The last year we were together I managed to keep him away from me by being open and proud about my bisexuality, while that increased the verbal and emotional abuse, it did keep him away from me sexually. He told me I was dirty and unclean because I was open about my sexuality. While those things hurt, it also meant he slept on the couch and left me alone when it came to sex. I didn’t care if he pursued someone else for that and honestly, I hoped he would and then leave me.

When he finally was gone I was left with this mountain of trauma and no way to really process any of it. I couldn’t even begin to accept that the majority of our relationship was abusive and coercive. I focused on the physical abuse because it was the easiest to process when people think of abuse they think of one person physically assaulting another. The emotional, psychological, and sexual abuse were things I couldn’t deal with and shoved down into a little box that eventually exploded out of me in the form of rage and grief.

It’s been almost two years that I’ve been free of him, but the trauma he inflicted on me is still running rampant through my mind, it’s present every day of my life. I know it takes time to work through it, to make his voice in my mind smaller and smaller until it disappears entirely. I know it takes time to feel like my body is mine again. Time and processing, it’s what I have left to do and it’s hard, it’s so hard. I have to talk about it in therapy, to go over all the things he did to break me so I can put the pieces back together. So far, I feel like a puzzle that’s been scattered to the four winds, I feel like I’m on a quest to find those pieces and it’s being run by the cruelest Dungeon Master there has ever been. But, slowly I’m finding those pieces and slowly his voice is getting smaller. Soon it’ll be gone forever.

The Monster

Chronic illness is a monster.

I did squats the other day, about 30 of them and I can’t walk now. I’ve hobbled around my house with excruciating pain in my legs. It’s not muscle pain from working out, it feels like my muscles are torn and bruised, my legs feel like they should be black and blue. Pain meds and muscle relaxers have barely touched the pain.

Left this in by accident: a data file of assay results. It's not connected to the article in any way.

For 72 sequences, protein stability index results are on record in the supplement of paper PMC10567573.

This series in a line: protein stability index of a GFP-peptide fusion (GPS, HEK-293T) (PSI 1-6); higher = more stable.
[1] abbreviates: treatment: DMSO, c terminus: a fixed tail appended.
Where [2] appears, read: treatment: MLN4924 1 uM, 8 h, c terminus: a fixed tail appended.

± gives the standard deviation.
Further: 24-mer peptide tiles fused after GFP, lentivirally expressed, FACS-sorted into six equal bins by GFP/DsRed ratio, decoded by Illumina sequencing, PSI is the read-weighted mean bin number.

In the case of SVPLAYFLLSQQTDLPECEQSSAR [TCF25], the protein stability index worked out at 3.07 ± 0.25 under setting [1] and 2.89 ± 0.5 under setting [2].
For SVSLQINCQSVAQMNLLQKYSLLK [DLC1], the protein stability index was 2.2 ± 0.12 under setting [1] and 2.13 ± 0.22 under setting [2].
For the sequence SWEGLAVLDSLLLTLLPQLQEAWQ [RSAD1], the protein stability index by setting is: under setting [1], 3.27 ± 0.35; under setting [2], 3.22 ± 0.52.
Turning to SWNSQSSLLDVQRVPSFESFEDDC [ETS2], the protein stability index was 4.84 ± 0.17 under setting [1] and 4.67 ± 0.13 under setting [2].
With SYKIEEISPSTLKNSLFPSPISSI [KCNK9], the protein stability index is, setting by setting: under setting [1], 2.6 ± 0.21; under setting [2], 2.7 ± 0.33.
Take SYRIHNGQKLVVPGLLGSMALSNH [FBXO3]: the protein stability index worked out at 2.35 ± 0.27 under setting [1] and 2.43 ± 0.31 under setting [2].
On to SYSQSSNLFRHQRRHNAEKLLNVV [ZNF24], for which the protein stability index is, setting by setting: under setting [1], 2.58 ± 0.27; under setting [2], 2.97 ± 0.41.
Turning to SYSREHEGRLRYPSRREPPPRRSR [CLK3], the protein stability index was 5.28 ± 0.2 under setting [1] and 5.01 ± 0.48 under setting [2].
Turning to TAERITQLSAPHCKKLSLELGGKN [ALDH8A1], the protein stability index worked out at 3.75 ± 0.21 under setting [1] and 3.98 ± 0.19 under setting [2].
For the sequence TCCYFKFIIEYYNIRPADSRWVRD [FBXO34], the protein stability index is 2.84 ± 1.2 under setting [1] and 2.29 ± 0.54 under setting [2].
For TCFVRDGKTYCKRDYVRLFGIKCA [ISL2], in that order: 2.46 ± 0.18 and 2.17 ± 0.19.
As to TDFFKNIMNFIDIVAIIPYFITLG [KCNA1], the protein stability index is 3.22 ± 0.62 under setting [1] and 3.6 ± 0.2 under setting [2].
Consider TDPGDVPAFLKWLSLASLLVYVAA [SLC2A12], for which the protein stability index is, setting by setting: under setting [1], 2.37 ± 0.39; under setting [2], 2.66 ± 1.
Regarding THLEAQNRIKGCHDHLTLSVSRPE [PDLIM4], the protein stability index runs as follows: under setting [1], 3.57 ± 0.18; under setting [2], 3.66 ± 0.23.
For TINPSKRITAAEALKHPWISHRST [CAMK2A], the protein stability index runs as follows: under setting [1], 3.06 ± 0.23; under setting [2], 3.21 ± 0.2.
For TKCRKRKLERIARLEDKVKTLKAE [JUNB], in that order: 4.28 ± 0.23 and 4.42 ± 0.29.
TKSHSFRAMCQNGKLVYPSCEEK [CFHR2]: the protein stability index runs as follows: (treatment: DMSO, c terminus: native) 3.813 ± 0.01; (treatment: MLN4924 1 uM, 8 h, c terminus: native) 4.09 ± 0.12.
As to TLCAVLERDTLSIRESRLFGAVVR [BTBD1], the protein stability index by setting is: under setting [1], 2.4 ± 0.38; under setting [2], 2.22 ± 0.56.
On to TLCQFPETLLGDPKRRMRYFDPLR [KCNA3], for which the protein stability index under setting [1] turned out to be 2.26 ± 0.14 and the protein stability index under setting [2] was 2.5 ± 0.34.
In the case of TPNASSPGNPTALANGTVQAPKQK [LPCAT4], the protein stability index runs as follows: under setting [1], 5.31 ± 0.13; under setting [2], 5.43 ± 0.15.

I used to be a very active person, I worked an active job, I worked out, hiked, did yoga, chased my kids around, and now? I can’t do any of that. I left the job, eventually, I became more and more housebound and bedbound (or chairbound as is most often the case). It took about a year for me to get to this point. I’ve been trying to be as active as I’m able, I thought I’d be able to do 30 squats, I used to do 100 and then go to work and be on my feet for 6-8 hours. Now I do 30 and I’m incapacitated.

I hate it.

I miss the me who existed before. I miss being able to be active and it not costing me so much. I miss the person who could walk 5 miles and then go to work. I miss the person who could carry my kids and run after them.

Having a chronic illness isn’t just being sick, it’s losing every part of who you are to an illness that never stops and never gives in. I have Lupus, it’s a progressive disease, it causes my immune system to attack itself, it attacks my organs as well. Beyond that, Lupus causes massive pain and serious fatigue. I’m constantly hurting and constantly tired. I’m also an insomniac and struggled with sleeping before I was sick, now it’s a battle to get a few hours of sleep. Without good sleep I feel worse, it’s like the world’s shittiest merry go round.

I try really hard not to complain about how awful I feel on a regular basis, I try to focus on the good in my life (of which there is plenty), but there are sometimes when the pain, fatigue, and isolation get to me and I just need to get it out. Sometimes I just need to say how badly this sucks and let me tell you, It. Sucks. Losing who I was to abuse was hard enough to deal with, losing the rest to chronic illness has been almost too much.

I’ve had to redefine who I am in every way, that alone is exhausting. Add in having a body that attacks itself and a brain that doesn’t properly drain cerebrospinal fluid, putting pressure on my optic nerves, and the struggle is real.

I’m finding those little pieces of myself that haven’t been tarnished by abuse or illness, it takes a lot of sifting and searching, but they’re there. I’m struggling today, the pain is intense and exhausting, but I can only hope it’ll be better tomorrow.